Guest Review: Ambush at Corellia (Start Wars The Corellian Trilogy Vol. 1) by Roger MacBride Allen

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Book Review The Corellian Trilogy Vol. 1 Ambush at Corellia by Roger MacBride Allen

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Andrew:
Orig­i­nally pub­lished at: http://www.rancorslovetoread.com/2009/12/andrews-review-of-corellian-trilogy-vol.html

2/5 Ran­cors - Roger MacBride Allen's Ambush at Corel­lia is the first vol­ume of the Corel­lian Tril­ogy and was pub­lished in the hey­day of the Ban­tam Spec­tra Star Wars license in the 1990s. Set four­teen years after Return of the Jedi, this story sets up a con­flict in the Corel­lian sys­tem, which com­prises five plan­ets and three dis­tinct sen­tient species. Han Solo is a native Corel­lian and a trade con­fer­ence brings him and his fam­ily back home after many years away. Over­look­ing an early warn­ing of dan­ger brew­ing in the Corel­lian sys­tem, Han and Chief of State Princess Leia, along with Chew­bacca and their three chil­dren, all travel together to attend the sum­mit. Events start build­ing towards a cri­sis and by the book's res­o­lu­tion, full-out war threat­ens the entire system.

Despite the action implied by the plot sum­mary, I found this book a slow read. At its core, it felt like an elon­gated setup for the next two books, one that could have been con­densed into a few chap­ters. It's mildly inter­est­ing learn­ing more about Corel­lia, and the sys­tem itself is one of the more intrigu­ing of the galaxy far, far away. Its mix of three species plus var­i­ous out­side influ­ences from the Empire and New Repub­lic cre­ates a potent stew of sim­mer­ing ten­sion. This mate­r­ial is good back­ground and per­haps will pay off in the next two vol­umes, but taken on its own there sim­ply wasn't that much to this story.

The Solo fam­ily is at the cen­ter of the novel, espe­cially with the rev­e­la­tion of the iden­tity of the Human League's Hid­den Leader at the cli­max. Leia con­tin­ues to be a sym­pa­thetic and inspir­ing fig­ure as she deals with bal­anc­ing work and fam­ily life. We explore some of Han's emo­tions as he revis­its his past on the Corel­lian trip, but this explo­ration doesn't illu­mi­nate any­thing sig­nif­i­cantly new about his char­ac­ter. The three chil­dren are fre­quently present but don't get the lime­light as often as they did in The Crys­tal Star. One odd­ity in the por­trayal of the chil­dren is Anakin behaves more like a tod­dler than a seven-year-old, both in speech and in actions (at least, based on my own 2.5 year-old daugh­ter, who talks quite a bit like Anakin in this book).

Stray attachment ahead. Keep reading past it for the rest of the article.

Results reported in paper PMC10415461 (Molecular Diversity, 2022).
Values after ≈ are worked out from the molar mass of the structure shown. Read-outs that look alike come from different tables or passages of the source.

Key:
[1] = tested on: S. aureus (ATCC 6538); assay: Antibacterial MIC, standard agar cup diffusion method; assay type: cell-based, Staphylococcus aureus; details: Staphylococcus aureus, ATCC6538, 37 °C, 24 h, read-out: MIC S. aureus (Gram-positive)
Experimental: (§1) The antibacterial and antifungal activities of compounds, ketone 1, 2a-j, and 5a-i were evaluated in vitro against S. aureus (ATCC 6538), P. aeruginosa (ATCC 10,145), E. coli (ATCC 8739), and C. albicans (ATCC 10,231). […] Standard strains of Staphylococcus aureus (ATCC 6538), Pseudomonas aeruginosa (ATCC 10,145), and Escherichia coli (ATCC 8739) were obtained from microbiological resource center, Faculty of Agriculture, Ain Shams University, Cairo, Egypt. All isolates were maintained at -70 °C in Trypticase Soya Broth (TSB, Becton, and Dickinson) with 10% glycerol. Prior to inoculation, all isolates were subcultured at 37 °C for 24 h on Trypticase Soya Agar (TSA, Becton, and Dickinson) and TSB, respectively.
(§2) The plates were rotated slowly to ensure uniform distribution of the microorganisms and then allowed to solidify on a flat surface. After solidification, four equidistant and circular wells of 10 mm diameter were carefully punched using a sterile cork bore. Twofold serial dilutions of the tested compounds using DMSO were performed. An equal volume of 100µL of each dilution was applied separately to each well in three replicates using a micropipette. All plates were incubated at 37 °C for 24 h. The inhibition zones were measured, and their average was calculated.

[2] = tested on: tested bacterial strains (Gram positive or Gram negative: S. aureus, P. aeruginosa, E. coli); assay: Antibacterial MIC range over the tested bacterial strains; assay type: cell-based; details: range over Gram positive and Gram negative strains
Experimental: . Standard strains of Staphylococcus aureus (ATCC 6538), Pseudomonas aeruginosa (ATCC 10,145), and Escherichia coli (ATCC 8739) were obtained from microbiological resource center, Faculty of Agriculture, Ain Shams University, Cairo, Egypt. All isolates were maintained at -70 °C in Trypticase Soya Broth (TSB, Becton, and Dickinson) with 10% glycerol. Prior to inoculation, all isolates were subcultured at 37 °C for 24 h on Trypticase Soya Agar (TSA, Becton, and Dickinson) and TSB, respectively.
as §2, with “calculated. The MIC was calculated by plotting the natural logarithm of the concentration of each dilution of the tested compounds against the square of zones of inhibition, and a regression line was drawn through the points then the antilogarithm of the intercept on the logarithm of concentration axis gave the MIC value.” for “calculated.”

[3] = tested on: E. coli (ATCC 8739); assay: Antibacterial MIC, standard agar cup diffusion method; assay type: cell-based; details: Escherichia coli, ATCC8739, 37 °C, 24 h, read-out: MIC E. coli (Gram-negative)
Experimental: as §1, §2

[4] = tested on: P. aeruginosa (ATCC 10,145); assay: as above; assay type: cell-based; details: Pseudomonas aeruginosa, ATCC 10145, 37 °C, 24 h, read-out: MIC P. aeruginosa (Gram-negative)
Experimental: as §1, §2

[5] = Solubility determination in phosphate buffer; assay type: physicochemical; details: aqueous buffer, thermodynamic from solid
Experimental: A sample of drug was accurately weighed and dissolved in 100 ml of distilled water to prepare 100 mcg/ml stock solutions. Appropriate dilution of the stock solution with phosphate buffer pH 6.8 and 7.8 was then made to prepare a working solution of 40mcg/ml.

The "B" plot fol­lows Lando, Luke, R2-D2, and C-3PO as they embark on a quest to find Lando a rich wife. This is as silly as it sounds. I can under­stand that Luke might need a break from car­ry­ing the weight of the galaxy on his shoul­ders, but a Jedi Mas­ter wast­ing time on a trip like this is a lot to swal­low. Lando is a good char­ac­ter but surely Mr. Allen could have found some­thing more mean­ing­ful for him to pur­sue: this plot would have been bet­ter left "off-screen," as it were.

Ambush at Corel­lia is not a dif­fi­cult read or par­tic­u­larly long. It sim­ply felt slow because of the dragged-out sto­ry­line. The stage is set in the cli­max for the rest of the tril­ogy to accel­er­ate sig­nif­i­cantly, so it will be inter­est­ing to see what follows.

Buy this Star Wars Book in paper or elec­tronic copy*

David:
Orig­i­nally pub­lished at: http://www.rancorslovetoread.com/2009/11/davids-review-of-book-one-of-corellian_25.html

3/5 Ran­corsAmbush at Corel­lia is the first book in The Corel­lian Tril­ogy. In this ini­tial story, Han and his entire fam­ily plus Chewie go back to his home world of Corel­lia for a trade sum­mit and a vaca­tion. Han also plans to show his kids the world where he grew up many years ago. The level of excite­ment in the fam­ily is high. How­ever, as usual, things are not as sim­ple as they seem to be.

Shortly before the trip, Han is vis­ited by an oper­a­tive from New Repub­lic Intel­li­gence who informs him that many things are going wrong in Corel­lia and that he needs to be care­ful on the trip. The warn­ing is couched in mys­te­ri­ous terms. Han decides to go ahead with the trip against his best judg­ment. On the approach to Corel­lia he real­izes that things are in fact going wrong, and the prob­lems esca­late from there. The five inhab­ited worlds of the Corel­lian Sec­tor are on the brink of civil war and the once peace­ful co-existence of the three lead­ing races — human. Selo­nan, and Dral­lan — has come to an end. By the end of the book Han and Leia find them­selves trapped on a world about to explode in vio­lence unless they can meet a fanat­i­cal Rebel leader's impos­si­ble demands.

All of this sounds good, but I kept feel­ing that noth­ing much was actu­ally hap­pen­ing. Pos­si­bly the next two books in the tril­ogy will pick up. I also had sig­nif­i­cant prob­lems with a ven­ture that Lando and Luke are involved in, i.e., find­ing Lando a rich wife. None of this rang true at all to me. I can­not imag­ine Lando being a part of such an effort, and I don't know as yet why we should care.

Time to move on to the sec­ond book, Assault at Selo­nia.

Buy this Star Wars Book in paper or elec­tronic copy*

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